Myocardial short-range force responses increase with age in F344 rats

Mihail I. Mitov, Anastasia M. Holbrook, Kenneth S. Campbell

Research output: Contribution to journalArticlepeer-review

12 Scopus citations

Abstract

The mechanical properties of triton-permeabilized ventricular preparations isolated from 4, 18 and 24-month-old F344 rats were analyzed to provide information about the molecular mechanisms that lead to age-related increases in diastolic myocardial stiffness in these animals. Passive stiffness (measured in solutions with minimal free Ca2+) did not change with age. This implies that the aging-associated dysfunction is not due to changes in titin or collagen molecules. Ca2+-activated preparations exhibited a characteristic short-range force response: force rose rapidly until the muscle reached its elastic limit and less rapidly thereafter. The elastic limit increased from 0.43 ± 0.01% l0 (where l0 is the initial muscle length) in preparations from 4-month-old animals to 0.49 ± 0.01% l0 in preparations from 24-month-old rats (p < 0.001, ANOVA). Relative short-range force was defined as the maximum force produced during the short-range response normalized to the prevailing tension. This parameter increased from 0.110 ± 0.002 to 0.142 ± 0.002 over the same age-span (p < 0.001, ANOVA). Analytical gel electrophoresis showed that the maximum stiffness of the preparations during the short-range response and the relative short-range force increased (p = 0.031 and p = 0.005 respectively) with the relative content of slow β myosin heavy chain molecules. Elastic limit values did not correlate with myosin isoform content. Simulations based on these results suggest that attached β myosin heavy chain cross-bridges are stiffer than links formed by α myosin heads. In conclusion, elevated content of stiffer β myosin heavy chain molecules may contribute to aging-associated increases in myocardial stiffness.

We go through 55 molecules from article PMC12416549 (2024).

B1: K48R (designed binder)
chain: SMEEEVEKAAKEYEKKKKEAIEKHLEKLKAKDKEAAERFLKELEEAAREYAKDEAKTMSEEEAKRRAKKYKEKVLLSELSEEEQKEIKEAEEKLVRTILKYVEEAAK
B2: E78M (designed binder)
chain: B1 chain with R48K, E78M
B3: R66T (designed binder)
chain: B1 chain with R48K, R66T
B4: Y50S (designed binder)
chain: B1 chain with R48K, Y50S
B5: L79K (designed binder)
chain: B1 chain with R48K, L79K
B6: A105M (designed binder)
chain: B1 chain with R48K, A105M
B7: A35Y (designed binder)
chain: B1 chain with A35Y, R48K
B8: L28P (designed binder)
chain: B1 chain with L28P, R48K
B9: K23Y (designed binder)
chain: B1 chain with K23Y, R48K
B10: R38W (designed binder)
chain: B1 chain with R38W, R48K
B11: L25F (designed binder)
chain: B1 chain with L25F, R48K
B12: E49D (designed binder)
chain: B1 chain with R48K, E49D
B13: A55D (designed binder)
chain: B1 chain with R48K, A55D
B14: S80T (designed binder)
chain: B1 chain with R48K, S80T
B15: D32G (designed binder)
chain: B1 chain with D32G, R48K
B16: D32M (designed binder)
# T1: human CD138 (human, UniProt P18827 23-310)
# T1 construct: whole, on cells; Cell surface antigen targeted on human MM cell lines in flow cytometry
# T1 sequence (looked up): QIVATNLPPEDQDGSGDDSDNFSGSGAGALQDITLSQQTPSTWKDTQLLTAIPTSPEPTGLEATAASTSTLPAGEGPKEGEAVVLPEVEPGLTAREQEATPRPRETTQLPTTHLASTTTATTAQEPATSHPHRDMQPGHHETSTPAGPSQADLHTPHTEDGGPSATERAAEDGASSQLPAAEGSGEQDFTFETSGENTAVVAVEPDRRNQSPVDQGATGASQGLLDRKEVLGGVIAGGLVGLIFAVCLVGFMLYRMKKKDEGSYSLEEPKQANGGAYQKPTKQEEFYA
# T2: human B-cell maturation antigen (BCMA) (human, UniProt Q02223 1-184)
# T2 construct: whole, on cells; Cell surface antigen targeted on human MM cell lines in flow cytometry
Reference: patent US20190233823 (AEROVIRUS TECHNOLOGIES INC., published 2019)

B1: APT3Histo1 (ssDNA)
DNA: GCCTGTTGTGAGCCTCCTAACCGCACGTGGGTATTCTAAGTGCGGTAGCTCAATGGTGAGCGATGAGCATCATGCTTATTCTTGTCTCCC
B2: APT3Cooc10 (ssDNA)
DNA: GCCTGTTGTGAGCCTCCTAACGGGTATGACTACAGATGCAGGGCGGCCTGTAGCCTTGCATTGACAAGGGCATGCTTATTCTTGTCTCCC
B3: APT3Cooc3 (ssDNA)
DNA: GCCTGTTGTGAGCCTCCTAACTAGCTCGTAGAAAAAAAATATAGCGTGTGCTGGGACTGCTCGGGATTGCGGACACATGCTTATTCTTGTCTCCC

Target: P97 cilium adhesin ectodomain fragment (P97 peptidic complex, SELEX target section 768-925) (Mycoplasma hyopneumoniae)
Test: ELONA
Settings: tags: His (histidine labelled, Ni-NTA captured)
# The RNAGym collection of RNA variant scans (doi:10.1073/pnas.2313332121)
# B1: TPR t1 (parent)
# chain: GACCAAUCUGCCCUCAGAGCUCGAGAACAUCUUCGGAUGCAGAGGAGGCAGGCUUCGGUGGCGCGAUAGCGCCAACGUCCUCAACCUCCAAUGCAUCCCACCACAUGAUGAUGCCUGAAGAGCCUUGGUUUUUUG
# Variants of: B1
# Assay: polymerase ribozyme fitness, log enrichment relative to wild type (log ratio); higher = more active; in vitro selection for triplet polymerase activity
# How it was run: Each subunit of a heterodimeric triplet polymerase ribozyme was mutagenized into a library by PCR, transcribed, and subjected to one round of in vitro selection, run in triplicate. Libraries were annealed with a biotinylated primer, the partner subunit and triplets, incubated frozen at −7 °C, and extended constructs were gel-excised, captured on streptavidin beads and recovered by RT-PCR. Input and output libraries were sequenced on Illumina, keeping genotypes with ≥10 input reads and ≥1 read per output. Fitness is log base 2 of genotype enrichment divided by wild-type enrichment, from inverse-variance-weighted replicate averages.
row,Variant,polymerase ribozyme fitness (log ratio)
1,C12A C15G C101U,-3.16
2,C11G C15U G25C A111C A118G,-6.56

Original languageEnglish
Pages (from-to)39-46
Number of pages8
JournalJournal of Molecular and Cellular Cardiology
Volume46
Issue number1
DOIs
StatePublished - Jan 2009

Bibliographical note

Funding Information:
This work was supported by the American Heart Association Scientist Development Grant 0630079N, NIH AG021862, NIH HL 090749 (all to KSC) and the University of Kentucky Research Challenge Trust Fund.

Keywords

  • Contractile proteins
  • Detergent skinned muscle
  • Diastolic dysfunction
  • Mathematical modeling
  • Myosin
  • Ventricular function
  • Ventricular stiffness

ASJC Scopus subject areas

  • Molecular Biology
  • Cardiology and Cardiovascular Medicine

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